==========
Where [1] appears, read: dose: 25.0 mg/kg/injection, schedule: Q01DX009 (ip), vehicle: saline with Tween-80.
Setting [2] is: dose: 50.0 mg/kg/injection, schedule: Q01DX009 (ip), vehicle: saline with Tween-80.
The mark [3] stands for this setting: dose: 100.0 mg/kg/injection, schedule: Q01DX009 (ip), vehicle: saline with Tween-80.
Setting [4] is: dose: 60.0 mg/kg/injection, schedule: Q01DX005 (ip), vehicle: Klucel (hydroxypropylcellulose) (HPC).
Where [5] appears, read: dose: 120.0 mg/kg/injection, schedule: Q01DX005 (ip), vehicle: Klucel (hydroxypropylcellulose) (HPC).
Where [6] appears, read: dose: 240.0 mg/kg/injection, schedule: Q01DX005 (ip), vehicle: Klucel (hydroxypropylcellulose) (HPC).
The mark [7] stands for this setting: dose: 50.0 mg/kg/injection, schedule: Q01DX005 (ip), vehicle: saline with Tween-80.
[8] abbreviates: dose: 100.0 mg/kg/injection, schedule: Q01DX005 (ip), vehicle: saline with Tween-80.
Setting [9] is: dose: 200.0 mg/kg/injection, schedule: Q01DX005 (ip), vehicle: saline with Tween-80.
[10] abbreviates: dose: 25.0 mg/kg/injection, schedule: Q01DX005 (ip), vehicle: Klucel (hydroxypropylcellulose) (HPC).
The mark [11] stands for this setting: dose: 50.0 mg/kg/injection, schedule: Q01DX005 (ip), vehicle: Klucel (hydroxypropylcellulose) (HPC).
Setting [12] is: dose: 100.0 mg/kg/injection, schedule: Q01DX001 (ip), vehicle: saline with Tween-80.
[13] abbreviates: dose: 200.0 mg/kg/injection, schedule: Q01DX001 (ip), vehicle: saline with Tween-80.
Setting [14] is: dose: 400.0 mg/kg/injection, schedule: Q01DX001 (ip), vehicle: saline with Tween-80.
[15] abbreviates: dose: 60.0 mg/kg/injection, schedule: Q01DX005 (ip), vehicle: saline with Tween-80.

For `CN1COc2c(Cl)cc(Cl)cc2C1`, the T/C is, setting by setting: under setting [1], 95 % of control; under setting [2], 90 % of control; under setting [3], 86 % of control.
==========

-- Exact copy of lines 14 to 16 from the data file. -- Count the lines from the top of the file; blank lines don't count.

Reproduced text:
Setting [14] is: dose: 400.0 mg/kg/injection, schedule: Q01DX001 (ip), vehicle: saline with Tween-80.
[15] abbreviates: dose: 60.0 mg/kg/injection, schedule: Q01DX005 (ip), vehicle: saline with Tween-80.

For `CN1COc2c(Cl)cc(Cl)cc2C1`, the T/C is, setting by setting: under setting [1], 95 % of control; under setting [2], 90 % of control; under setting [3], 86 % of control.